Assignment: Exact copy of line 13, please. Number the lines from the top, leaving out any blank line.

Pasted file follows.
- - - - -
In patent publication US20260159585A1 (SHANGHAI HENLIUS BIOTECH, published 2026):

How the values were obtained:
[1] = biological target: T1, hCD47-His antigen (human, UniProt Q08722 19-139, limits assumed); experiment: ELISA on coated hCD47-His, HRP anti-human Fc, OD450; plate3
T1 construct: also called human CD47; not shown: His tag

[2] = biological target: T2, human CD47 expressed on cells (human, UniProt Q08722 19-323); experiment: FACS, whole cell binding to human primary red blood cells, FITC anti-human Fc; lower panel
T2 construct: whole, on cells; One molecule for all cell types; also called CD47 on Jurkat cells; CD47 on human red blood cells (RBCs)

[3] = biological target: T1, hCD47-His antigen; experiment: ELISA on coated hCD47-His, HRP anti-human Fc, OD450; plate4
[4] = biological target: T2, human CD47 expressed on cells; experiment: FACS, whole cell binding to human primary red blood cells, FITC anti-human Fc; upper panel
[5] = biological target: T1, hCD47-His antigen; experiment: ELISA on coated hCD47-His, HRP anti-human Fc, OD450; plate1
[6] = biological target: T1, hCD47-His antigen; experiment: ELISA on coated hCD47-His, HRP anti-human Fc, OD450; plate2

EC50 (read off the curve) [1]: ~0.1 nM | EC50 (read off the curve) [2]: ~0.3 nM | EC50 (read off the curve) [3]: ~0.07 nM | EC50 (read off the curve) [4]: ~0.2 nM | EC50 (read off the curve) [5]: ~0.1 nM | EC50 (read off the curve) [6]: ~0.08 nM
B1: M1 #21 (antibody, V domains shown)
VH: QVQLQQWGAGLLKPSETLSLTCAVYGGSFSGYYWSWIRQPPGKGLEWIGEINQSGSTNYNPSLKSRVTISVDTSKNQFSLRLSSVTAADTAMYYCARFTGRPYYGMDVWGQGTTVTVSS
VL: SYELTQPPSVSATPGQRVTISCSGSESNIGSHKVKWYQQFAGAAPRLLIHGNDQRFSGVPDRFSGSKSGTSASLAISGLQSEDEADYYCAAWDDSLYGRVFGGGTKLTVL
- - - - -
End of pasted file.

VH: QVQLQQWGAGLLKPSETLSLTCAVYGGSFSGYYWSWIRQPPGKGLEWIGEINQSGSTNYNPSLKSRVTISVDTSKNQFSLRLSSVTAADTAMYYCARFTGRPYYGMDVWGQGTTVTVSS